Seven innovative Australian design practices were invited to participate in the project where they were asked to submit one of their own individual designs but more importantly to collaborate with another practice of their choosing. This has created some interesting cross-disciplinary collaborations that have resulted in the exploration of completely new materials and forms for some of the designers.
For Coco Reynolds whose turned timber 'Bead' lights have taken Australia by storm, casting bronze was initially a very foreign process. Taking a moulded material like bronze and juxtaposing it with a hexagonal form in marble Reynolds and Yong-soo Son create an interesting level of tension between the materials. For Yong-soo Son of Studiokyss, who predominantly designs jewellery and small objects, 'Prism' represented a massive change in scale but a familiarity with materials.
Sydney based designer, Dennis Abalos is well known for his work in wire but with the TANDEM Project his interest became more about the outer surface than the wire structure beneath. Exploring various lightweight fabrics on which to print the beautifully soft designs of Haryono Setiadi's Spring / Summer 2015 season, the duo came across a heavy nylon lycra fabric that kept its shape while providing enough opacity to prevent the bulb from being too prominent. The resulting lamps feature softly graduating colours across a taught seed pod -like form. Inspired by the shape of the Balloon vine and Star Anise pods, the lights combine organic colouration with a regular geometric shape. According to Abalos, the weight of the fabric was key with 190 gsm being the final choice. The mechnism to finish the covering was also a tricky element, with a simple draw string proving the best outcome. Abalos's neat solution used a yo-yo shaped base cap that allowed the excess string to be wound around the cap and concealed.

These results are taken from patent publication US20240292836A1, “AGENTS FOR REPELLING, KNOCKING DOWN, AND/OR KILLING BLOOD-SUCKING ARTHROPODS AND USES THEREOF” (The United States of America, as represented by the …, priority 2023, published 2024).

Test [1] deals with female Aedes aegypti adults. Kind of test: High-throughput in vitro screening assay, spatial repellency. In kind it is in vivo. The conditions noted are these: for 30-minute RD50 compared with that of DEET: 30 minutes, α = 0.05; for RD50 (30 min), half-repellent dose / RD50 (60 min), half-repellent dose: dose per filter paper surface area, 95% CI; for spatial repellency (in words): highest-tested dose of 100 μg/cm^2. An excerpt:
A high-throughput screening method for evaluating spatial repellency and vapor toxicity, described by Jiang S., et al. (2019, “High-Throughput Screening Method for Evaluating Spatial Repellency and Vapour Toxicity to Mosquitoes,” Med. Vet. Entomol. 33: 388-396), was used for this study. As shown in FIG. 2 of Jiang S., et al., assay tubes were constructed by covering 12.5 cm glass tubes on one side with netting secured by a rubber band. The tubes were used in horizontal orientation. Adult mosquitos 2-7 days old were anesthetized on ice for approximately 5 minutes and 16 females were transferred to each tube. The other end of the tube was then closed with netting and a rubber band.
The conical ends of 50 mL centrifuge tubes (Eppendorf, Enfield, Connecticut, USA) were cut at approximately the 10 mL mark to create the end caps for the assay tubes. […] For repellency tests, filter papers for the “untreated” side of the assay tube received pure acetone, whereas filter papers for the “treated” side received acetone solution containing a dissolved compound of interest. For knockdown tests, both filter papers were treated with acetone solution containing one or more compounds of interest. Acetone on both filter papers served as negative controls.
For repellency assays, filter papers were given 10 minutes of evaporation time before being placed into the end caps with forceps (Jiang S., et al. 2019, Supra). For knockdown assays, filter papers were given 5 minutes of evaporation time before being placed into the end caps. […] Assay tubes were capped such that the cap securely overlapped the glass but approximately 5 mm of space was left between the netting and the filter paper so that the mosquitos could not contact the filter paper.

Henry Pilcher's 'Block 2' light is proof that some designs can constantly be tweaked to give a considerably different feel. In this case, the collaboration was between Pilcher and Lance, a designer who splits his time between working for Anibou, the long-standing Artek importer and his design practice. Anibou has been selling Pilcher's 'Block 2' since it's initial release in 2010 and has watched it develop an almost cult-like following. The combination of the simple vintage industrial shade and the complexity of the timber cage makes it both beautiful and highly versatile as it is stackable and can be placed in a variety of ways to direct the light in different ways.
Henry Pilcher's individual project was a chair made from powder-coated tubular steel and marble. While the 'Block 2' light was given a subtle Dieter Rams colour makeover, the chair offered a contemporary take on Bauhaus principles. Pilcher is interested in paring back an object as much as possible to be left with a minimalist form. In the 'Alonso' chair he wanted to create a design that was unique while observing past methods and materials.
For more on the concept behind the TANDEM Project go to the website. The exhibition is on view at the The Rocks Pop-Up: Shop 2.05, 140 George Street The Rocks, Sydney, from October 30 to November 23rd, 2014.
All photography by Cedric Tourasse.